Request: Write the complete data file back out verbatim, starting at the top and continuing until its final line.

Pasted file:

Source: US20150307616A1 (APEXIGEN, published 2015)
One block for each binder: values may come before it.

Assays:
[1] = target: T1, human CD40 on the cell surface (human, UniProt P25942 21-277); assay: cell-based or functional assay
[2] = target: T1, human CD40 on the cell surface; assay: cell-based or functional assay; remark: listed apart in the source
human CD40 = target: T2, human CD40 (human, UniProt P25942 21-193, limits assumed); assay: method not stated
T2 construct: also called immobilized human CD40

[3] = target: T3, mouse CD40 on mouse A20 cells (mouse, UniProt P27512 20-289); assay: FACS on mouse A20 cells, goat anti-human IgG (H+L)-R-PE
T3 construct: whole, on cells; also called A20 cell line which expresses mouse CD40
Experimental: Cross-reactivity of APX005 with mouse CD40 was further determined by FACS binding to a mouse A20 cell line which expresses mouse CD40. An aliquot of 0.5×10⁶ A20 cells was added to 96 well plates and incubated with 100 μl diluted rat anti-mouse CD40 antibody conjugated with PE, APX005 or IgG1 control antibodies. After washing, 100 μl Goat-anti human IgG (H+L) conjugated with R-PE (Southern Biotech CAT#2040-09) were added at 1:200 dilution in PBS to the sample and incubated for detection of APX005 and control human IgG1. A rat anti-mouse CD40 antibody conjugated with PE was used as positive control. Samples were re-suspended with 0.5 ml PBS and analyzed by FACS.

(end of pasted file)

Source: US20150307616A1 (APEXIGEN, published 2015)
One block for each binder: values may come before it.

Assays:
[1] = target: T1, human CD40 on the cell surface (human, UniProt P25942 21-277); assay: cell-based or functional assay
[2] = target: T1, human CD40 on the cell surface; assay: cell-based or functional assay; remark: listed apart in the source
human CD40 = target: T2, human CD40 (human, UniProt P25942 21-193, limits assumed); assay: method not stated
T2 construct: also called immobilized human CD40

[3] = target: T3, mouse CD40 on mouse A20 cells (mouse, UniProt P27512 20-289); assay: FACS on mouse A20 cells, goat anti-human IgG (H+L)-R-PE
T3 construct: whole, on cells; also called A20 cell line which expresses mouse CD40
Experimental: Cross-reactivity of APX005 with mouse CD40 was further determined by FACS binding to a mouse A20 cell line which expresses mouse CD40. An aliquot of 0.5×10⁶ A20 cells was added to 96 well plates and incubated with 100 μl diluted rat anti-mouse CD40 antibody conjugated with PE, APX005 or IgG1 control antibodies. After washing, 100 μl Goat-anti human IgG (H+L) conjugated with R-PE (Southern Biotech CAT#2040-09) were added at 1:200 dilution in PBS to the sample and incubated for detection of APX005 and control human IgG1. A rat anti-mouse CD40 antibody conjugated with PE was used as positive control. Samples were re-suspended with 0.5 ml PBS and analyzed by FACS.